Without also making them automatic.
Do you set resolutions for the New Year?
I’ve become a bit of a resolution curmudgeon: and not only because I’ve set goals that went nowhere – although I’ve set plenty of those.
A few years ago, I wanted a new goal paradigm, a new way of looking at getting what I wanted out of life.
And as happens so often in life, the answer came from a place I wasn’t even looking. Everything I needed to know about goal setting came one day while watching a child take his first steps.
A tentative little step . . .
And again: until two steps became four, and then six steps across the room into his overjoyed daddy’s arms.
This kid didn’t have to set a goal to walk. It was automatic. There’s this inner guidance system inside most little kids propelling them to take those first steps, no matter what it takes.
“Hmmm . . .” I mused to myself.
“I wish I had that kind of unstoppable motivation to help me get what I want,” I said, from the plush comfort of the couch, beverage in hand.
And then I started thinking.
What if each of us had an “inner goal guidance system” already programmed to lead us step-by-step in the direction of everything we wanted?
And what if all we had to do was switch it on?
I started looking for that system, and the switch to turn it on.
After a few false starts, I found it. And although I’m pretty sure I didn’t invent this term, let’s call this switching mechanism “Embedded Inevitability.”
Let’s switch on that goal-getting engine . .
Goals and the Successive Now
A guidance system very similar to the one that helped most of us learn how to walk still exists inside us all. But, for the average person it lies dormant, thanks to years of unexamined, sometimes mindless choices that often lead to results we never wanted.
We have one of my favorite Rodney White prints hanging over the TV. It reads:
“The future is just a collection of successive nows.”
Isn’t that what quality of life comes down to? Cultivating an awareness of each “now” and intentionally taking a series of small, mindful, and purposeful steps that move us toward experiences, people, and opportunities – and closer to our highest potential.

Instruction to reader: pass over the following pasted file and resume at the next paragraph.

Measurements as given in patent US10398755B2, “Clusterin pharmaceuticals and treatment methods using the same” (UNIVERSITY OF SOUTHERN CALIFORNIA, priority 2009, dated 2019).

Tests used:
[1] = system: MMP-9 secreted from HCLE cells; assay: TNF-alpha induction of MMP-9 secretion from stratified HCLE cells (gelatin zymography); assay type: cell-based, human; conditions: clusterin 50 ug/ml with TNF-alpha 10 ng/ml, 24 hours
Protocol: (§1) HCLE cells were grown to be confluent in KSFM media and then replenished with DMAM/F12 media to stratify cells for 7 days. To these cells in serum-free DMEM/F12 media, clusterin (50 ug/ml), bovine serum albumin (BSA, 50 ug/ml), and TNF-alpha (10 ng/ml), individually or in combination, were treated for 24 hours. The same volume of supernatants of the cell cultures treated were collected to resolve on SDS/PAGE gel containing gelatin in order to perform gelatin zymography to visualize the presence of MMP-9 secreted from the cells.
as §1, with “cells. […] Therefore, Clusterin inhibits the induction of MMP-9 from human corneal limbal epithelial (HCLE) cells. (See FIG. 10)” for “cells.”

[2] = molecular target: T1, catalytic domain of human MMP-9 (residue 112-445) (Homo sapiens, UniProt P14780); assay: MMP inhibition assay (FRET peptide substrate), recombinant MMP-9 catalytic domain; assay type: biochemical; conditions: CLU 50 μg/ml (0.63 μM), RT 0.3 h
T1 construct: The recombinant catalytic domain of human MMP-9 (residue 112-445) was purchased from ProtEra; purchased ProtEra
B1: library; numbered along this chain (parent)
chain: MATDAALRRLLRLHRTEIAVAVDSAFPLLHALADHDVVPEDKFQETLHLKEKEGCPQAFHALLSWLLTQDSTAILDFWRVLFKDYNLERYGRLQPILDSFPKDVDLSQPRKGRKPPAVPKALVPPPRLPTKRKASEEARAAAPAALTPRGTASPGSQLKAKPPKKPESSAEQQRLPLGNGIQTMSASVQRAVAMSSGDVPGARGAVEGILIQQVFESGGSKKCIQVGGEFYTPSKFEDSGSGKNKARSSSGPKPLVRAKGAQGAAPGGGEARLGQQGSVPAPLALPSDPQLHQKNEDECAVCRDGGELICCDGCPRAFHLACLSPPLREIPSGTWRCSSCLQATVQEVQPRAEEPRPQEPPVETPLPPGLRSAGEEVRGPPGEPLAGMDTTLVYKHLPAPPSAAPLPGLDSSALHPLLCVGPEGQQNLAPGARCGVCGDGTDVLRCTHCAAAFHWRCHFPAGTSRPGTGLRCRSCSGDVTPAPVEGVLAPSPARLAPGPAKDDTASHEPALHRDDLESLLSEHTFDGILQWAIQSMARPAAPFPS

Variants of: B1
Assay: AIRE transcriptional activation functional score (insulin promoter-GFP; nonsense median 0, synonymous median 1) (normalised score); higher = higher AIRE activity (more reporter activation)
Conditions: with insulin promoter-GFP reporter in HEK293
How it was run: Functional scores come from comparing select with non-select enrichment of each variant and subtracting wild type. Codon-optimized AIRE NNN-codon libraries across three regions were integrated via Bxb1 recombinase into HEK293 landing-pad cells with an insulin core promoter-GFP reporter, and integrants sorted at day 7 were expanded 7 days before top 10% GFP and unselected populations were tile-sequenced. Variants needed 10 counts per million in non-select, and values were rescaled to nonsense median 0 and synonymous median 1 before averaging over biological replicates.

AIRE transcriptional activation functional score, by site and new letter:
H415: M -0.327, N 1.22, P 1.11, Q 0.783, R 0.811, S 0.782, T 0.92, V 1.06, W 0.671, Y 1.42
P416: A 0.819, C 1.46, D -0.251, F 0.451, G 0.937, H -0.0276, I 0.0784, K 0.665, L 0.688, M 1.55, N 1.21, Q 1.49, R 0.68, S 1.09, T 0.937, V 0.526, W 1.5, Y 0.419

The challenge is this: we’ve all had lots of intentions, goals, and grand plans that never went anywhere.
Maybe we wrote them down, broke them down into small steps, even applied dates and deadlines to each of those small steps.
But, we never actually took the steps.
Our automatic inner goal guidance system remained dormant.
But that’s O.K.
Even if our inner guidance system is temporarily on the fritz, there’s still a way to take those baby steps toward a new goal.
Once you ‘plop’ down onto the couch, all hope is not lost if you’ve applied this one strategy first: “Embedded Inevitability.”
So what is this secret E.I. Formula? It has two parts: calendar and context.
What you’re focusing on right now (like reading this post – thanks!) is either helping you create the results you desire in the future, or not.
Yes, I do set goals. Goals are one of the voices my imagination uses to flesh out my wildest dreams and fondest desires.
And most of us are “S.M.A.R.T.” enough to set goals that are specific, measurable, achievable, realistic, and tangible.
Many of us even break those goals down into action steps.
The switch for me happened when I started using calendar and context to “embed” my intentions into every, single day. This makes getting what I want inevitable, almost automatic.
Here’s a popular example: Losing weight.
Hitting the Now Switch: The Power of Disruption
Let’s say we want to lose some weight. Perfect New Year’s resolution fodder.